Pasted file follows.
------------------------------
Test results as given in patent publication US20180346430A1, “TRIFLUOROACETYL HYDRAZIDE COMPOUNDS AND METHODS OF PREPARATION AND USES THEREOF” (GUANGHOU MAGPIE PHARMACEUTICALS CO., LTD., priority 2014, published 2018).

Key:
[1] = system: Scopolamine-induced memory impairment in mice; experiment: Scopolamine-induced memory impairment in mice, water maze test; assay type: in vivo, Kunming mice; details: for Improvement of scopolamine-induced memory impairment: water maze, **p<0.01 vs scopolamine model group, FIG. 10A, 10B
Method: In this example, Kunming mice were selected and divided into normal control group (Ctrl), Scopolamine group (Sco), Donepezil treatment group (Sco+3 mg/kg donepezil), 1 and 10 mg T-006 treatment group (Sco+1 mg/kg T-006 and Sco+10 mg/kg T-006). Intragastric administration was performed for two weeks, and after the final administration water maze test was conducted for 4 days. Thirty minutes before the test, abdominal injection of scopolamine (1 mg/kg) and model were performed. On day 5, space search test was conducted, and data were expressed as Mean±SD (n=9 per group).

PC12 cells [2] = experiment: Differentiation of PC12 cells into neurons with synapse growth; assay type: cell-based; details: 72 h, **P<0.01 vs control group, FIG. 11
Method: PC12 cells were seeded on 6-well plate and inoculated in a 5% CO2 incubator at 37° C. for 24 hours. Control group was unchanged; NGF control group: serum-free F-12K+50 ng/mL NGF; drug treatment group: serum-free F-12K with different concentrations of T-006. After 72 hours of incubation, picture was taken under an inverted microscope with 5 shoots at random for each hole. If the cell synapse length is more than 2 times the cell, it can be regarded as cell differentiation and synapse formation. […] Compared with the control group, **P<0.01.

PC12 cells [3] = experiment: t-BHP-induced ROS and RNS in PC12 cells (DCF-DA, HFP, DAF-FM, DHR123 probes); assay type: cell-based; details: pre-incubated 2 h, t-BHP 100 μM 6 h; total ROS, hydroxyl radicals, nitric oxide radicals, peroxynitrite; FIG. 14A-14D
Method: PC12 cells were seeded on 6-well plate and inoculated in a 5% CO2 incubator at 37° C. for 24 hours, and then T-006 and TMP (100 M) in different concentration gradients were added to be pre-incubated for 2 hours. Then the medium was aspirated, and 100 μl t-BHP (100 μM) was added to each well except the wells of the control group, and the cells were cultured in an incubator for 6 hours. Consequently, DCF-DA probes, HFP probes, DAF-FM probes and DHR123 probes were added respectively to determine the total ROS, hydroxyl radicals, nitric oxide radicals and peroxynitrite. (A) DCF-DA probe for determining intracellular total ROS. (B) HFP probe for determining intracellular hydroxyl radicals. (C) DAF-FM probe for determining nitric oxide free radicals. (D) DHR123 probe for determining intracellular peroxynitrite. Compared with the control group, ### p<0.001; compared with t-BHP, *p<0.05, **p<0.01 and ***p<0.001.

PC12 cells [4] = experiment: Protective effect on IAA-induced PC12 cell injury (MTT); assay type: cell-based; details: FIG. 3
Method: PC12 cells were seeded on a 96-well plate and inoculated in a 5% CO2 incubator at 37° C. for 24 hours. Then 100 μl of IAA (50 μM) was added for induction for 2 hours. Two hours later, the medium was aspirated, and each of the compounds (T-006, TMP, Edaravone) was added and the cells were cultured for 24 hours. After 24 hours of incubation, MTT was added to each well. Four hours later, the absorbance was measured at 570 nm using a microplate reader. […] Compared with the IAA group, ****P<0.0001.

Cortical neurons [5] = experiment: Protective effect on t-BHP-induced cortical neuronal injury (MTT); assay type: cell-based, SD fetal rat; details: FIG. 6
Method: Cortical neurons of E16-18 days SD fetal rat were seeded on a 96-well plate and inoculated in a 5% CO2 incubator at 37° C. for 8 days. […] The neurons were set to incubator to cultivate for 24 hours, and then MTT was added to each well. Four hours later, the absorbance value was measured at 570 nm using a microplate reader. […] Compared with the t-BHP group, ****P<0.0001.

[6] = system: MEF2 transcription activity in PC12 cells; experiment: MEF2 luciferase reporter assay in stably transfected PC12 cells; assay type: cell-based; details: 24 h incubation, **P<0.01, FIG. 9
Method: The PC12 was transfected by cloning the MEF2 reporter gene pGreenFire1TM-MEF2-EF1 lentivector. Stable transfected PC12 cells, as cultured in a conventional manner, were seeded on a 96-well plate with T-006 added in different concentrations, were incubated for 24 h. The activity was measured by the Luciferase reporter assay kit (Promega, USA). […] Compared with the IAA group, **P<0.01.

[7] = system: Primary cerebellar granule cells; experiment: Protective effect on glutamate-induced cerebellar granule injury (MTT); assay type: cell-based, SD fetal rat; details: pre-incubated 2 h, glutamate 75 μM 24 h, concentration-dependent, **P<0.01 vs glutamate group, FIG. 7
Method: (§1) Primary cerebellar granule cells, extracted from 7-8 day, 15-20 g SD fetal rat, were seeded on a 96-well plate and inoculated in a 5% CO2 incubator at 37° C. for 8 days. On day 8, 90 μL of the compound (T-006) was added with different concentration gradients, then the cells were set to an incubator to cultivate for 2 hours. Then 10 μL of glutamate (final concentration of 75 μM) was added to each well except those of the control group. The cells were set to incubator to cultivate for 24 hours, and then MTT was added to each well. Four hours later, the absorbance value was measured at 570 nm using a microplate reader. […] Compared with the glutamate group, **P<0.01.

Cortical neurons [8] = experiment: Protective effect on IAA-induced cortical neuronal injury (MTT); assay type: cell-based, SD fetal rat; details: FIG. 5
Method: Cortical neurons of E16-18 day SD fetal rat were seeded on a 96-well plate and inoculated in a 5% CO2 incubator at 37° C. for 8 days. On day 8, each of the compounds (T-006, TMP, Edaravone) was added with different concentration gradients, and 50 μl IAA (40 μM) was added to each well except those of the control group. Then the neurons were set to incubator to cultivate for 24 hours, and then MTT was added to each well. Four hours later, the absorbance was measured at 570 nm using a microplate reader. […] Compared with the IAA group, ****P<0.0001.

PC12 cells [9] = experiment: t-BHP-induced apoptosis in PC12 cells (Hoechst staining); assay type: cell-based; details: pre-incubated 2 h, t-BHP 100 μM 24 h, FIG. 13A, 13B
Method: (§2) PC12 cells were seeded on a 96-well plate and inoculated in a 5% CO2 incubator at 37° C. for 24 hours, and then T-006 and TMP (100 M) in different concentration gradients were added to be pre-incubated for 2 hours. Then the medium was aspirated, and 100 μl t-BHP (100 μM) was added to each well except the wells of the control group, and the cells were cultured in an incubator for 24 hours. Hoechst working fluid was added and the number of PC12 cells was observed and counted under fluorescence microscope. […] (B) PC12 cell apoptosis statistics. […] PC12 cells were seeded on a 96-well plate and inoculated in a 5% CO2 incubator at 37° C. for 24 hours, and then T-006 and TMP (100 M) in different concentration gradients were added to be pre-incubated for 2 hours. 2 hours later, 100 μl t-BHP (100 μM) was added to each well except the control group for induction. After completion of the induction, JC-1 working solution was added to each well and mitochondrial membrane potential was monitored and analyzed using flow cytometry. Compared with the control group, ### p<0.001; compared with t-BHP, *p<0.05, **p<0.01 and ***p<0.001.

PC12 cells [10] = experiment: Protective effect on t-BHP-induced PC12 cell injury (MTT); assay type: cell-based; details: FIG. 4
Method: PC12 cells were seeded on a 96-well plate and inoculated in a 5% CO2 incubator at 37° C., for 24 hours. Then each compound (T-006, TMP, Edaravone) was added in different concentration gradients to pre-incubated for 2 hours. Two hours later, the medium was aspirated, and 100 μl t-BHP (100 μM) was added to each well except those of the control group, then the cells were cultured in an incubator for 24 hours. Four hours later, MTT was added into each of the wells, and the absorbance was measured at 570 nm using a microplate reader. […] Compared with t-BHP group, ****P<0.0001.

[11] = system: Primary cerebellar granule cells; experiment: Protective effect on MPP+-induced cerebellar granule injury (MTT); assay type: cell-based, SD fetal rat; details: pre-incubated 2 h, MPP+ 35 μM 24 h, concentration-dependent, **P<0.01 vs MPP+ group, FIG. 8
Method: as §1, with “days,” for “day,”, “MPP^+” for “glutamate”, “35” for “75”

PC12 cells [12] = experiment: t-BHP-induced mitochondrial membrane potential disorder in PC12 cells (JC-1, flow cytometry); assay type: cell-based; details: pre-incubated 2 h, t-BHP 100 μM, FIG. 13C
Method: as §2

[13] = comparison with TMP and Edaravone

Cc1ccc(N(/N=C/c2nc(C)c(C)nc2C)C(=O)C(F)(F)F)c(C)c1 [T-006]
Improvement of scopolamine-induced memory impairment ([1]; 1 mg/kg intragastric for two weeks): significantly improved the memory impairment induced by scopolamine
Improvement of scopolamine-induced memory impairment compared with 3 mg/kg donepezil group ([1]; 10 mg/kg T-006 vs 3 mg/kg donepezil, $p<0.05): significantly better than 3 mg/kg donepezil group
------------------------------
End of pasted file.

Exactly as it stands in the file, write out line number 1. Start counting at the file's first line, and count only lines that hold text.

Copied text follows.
Test results as given in patent publication US20180346430A1, “TRIFLUOROACETYL HYDRAZIDE COMPOUNDS AND METHODS OF PREPARATION AND USES THEREOF” (GUANGHOU MAGPIE PHARMACEUTICALS CO., LTD., priority 2014, published 2018).